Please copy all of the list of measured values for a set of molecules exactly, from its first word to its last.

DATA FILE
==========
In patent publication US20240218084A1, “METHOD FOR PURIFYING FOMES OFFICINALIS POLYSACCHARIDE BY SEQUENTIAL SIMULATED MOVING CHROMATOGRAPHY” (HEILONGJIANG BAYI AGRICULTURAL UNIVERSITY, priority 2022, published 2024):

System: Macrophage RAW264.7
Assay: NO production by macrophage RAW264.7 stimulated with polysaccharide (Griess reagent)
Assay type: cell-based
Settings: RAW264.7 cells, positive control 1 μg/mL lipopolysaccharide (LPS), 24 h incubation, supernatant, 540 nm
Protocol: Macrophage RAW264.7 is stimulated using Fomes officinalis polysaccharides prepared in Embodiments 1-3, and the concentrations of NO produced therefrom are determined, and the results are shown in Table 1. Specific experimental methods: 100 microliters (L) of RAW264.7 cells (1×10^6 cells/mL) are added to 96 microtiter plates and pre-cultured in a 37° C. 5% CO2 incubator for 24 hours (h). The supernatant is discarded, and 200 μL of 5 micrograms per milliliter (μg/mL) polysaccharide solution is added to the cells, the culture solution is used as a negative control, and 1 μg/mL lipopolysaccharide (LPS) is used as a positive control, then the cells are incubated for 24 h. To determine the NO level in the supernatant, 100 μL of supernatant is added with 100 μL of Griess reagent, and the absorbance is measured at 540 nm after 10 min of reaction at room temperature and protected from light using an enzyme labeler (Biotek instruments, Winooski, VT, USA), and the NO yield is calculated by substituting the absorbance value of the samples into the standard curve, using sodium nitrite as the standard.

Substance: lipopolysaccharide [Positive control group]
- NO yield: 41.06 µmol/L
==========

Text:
In patent publication US20240218084A1, “METHOD FOR PURIFYING FOMES OFFICINALIS POLYSACCHARIDE BY SEQUENTIAL SIMULATED MOVING CHROMATOGRAPHY” (HEILONGJIANG BAYI AGRICULTURAL UNIVERSITY, priority 2022, published 2024):

System: Macrophage RAW264.7
Assay: NO production by macrophage RAW264.7 stimulated with polysaccharide (Griess reagent)
Assay type: cell-based
Settings: RAW264.7 cells, positive control 1 μg/mL lipopolysaccharide (LPS), 24 h incubation, supernatant, 540 nm
Protocol: Macrophage RAW264.7 is stimulated using Fomes officinalis polysaccharides prepared in Embodiments 1-3, and the concentrations of NO produced therefrom are determined, and the results are shown in Table 1. Specific experimental methods: 100 microliters (L) of RAW264.7 cells (1×10^6 cells/mL) are added to 96 microtiter plates and pre-cultured in a 37° C. 5% CO2 incubator for 24 hours (h). The supernatant is discarded, and 200 μL of 5 micrograms per milliliter (μg/mL) polysaccharide solution is added to the cells, the culture solution is used as a negative control, and 1 μg/mL lipopolysaccharide (LPS) is used as a positive control, then the cells are incubated for 24 h. To determine the NO level in the supernatant, 100 μL of supernatant is added with 100 μL of Griess reagent, and the absorbance is measured at 540 nm after 10 min of reaction at room temperature and protected from light using an enzyme labeler (Biotek instruments, Winooski, VT, USA), and the NO yield is calculated by substituting the absorbance value of the samples into the standard curve, using sodium nitrite as the standard.

Substance: lipopolysaccharide [Positive control group]
- NO yield: 41.06 µmol/L